Israeli Prime Minister Ariel Sharon has taken another leap in the polls, as Israel heads to early elections in the spring. The Israeli right wing is in disarray.

The latest poll shows Prime Minister Ariel Sharon crushing his opponents in early elections set for March 28. The poll has Mr. Sharon's new centrist party winning 39 seats in the 120-member parliament, an increase of four spots from the previous survey.

The prime minister has been soaring in popularity since he quit the ruling Likud party two weeks ago. Likud rebels who opposed Mr. Sharon's "disengagement" from the Gaza Strip were making it impossible for him to govern by voting against his policies in parliament. So he left and formed a moderate party called Kadima, meaning "forward," which supports ceding some West Bank territory to the Palestinians.

Since the Prime Minister's departure, Likud, which opposes territorial concessions, has collapsed. The poll shows that the Likud would win just 13 parliamentary seats, down from its current 40. The Israeli national camp is now so weak that the three right-wing parties are discussing a merger.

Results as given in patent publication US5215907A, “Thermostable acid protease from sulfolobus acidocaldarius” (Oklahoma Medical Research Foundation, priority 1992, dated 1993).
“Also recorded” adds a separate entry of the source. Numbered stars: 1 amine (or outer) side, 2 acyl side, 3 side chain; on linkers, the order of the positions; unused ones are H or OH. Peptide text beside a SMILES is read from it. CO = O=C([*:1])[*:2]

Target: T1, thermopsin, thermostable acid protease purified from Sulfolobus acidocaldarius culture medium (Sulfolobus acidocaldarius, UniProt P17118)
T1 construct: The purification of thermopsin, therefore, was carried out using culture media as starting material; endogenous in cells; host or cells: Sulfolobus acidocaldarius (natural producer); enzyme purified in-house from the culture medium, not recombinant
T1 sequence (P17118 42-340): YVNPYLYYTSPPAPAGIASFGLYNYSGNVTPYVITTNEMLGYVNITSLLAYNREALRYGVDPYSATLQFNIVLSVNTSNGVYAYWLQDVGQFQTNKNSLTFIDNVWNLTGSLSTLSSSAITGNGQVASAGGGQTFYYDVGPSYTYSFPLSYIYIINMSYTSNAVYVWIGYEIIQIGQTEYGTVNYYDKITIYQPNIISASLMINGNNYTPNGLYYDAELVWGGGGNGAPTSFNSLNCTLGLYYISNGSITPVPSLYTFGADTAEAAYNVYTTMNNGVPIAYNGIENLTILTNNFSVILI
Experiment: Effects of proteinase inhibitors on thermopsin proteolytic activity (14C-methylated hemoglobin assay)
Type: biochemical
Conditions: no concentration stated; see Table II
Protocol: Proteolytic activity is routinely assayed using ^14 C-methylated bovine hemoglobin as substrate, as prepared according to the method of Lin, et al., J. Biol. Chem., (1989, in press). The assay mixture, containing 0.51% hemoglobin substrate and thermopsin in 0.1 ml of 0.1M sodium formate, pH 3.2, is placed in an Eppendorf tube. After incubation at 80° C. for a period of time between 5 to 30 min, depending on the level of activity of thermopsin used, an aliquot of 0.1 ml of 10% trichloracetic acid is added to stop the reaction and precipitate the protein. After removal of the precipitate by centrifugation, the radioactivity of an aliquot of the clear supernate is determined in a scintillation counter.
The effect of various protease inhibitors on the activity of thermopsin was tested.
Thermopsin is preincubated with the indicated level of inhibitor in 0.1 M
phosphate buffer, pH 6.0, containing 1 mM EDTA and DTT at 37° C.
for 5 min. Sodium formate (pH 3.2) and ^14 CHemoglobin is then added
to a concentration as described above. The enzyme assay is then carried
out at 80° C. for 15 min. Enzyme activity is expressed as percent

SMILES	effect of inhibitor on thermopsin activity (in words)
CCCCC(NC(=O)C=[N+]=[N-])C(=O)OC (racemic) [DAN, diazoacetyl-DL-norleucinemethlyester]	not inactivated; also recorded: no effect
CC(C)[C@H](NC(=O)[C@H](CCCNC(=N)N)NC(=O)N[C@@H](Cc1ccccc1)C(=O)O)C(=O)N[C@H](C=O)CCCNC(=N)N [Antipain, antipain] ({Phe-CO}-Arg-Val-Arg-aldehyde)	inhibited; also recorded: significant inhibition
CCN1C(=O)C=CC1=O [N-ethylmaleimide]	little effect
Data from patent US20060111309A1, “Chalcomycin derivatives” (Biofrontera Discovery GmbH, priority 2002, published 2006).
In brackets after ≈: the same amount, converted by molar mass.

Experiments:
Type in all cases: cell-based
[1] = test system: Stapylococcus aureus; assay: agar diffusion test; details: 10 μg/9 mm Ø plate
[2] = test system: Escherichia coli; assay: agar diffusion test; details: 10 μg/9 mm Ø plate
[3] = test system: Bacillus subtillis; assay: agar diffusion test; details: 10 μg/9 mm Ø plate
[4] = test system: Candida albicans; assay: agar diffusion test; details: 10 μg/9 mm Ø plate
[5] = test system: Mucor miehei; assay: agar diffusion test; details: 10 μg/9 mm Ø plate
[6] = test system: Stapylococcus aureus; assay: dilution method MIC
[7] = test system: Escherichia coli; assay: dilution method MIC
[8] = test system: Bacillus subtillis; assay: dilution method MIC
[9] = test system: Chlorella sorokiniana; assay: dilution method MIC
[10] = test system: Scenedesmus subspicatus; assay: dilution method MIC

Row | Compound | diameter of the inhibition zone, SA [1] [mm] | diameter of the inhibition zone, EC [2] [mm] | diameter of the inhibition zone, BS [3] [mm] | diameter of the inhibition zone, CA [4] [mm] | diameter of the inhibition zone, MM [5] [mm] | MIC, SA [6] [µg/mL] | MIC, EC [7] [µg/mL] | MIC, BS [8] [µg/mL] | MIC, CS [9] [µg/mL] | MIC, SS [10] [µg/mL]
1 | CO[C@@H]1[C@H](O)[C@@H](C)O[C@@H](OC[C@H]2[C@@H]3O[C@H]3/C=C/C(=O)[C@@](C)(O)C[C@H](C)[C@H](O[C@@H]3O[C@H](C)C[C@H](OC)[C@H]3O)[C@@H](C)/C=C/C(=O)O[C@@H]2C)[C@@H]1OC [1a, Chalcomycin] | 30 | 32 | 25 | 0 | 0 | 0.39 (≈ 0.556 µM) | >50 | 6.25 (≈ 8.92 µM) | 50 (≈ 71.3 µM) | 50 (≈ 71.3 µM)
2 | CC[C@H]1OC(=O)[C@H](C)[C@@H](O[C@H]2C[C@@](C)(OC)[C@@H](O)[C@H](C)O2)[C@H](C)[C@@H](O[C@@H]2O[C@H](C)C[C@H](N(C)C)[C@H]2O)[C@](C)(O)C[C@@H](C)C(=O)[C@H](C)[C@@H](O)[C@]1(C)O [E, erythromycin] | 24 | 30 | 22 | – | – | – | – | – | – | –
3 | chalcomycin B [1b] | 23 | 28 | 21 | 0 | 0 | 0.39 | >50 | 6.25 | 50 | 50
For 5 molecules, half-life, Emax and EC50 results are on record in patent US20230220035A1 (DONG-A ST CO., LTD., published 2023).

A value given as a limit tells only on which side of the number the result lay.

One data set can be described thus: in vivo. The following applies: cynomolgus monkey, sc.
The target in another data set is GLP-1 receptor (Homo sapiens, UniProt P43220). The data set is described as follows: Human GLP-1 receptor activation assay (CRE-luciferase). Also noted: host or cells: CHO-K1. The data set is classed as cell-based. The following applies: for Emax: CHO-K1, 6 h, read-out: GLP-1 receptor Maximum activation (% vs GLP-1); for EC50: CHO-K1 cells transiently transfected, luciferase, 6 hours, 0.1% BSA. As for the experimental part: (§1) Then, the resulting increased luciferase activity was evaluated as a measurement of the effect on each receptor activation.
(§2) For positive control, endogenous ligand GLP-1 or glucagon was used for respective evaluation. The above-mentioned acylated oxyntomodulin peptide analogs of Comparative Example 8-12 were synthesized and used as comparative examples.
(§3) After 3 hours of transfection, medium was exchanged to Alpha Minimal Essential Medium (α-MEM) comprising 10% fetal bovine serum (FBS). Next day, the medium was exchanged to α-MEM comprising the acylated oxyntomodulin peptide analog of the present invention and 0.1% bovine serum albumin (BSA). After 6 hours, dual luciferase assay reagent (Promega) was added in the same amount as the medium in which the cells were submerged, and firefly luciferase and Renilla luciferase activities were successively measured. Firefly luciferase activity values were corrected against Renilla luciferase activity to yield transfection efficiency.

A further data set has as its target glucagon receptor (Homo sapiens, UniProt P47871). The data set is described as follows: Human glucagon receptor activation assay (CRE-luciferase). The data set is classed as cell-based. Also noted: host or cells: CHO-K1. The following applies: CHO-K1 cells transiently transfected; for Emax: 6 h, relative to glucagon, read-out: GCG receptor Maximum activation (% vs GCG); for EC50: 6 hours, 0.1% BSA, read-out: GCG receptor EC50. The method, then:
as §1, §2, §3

Uri Bank, an activist in the National Union party, believes the right has failed in its mission to preserve all the Biblical Land of Israel for the Jewish people.

"The right wing wasn't able to win in parliament and beat Sharon at his own game because we've always been splintered off into small, little factions," he said.

But Mr. Bank says it's not too late to save what is left.

"We've decided that the right wing has to unify itself," he said. "We have to have total unity and a voting bloc that will be able to block any future disengagements or giving away parts of Israel."

But that's easier said than done. The polls indicate that Ariel Sharon will be able to form a stable centrist government that supports further Israeli withdrawals from parts of the West Bank. Mr. Sharon, who is nicknamed, the "bulldozer," will be hard to stop. As one Israeli newspaper headline put it: "Sharon is skyrocketing."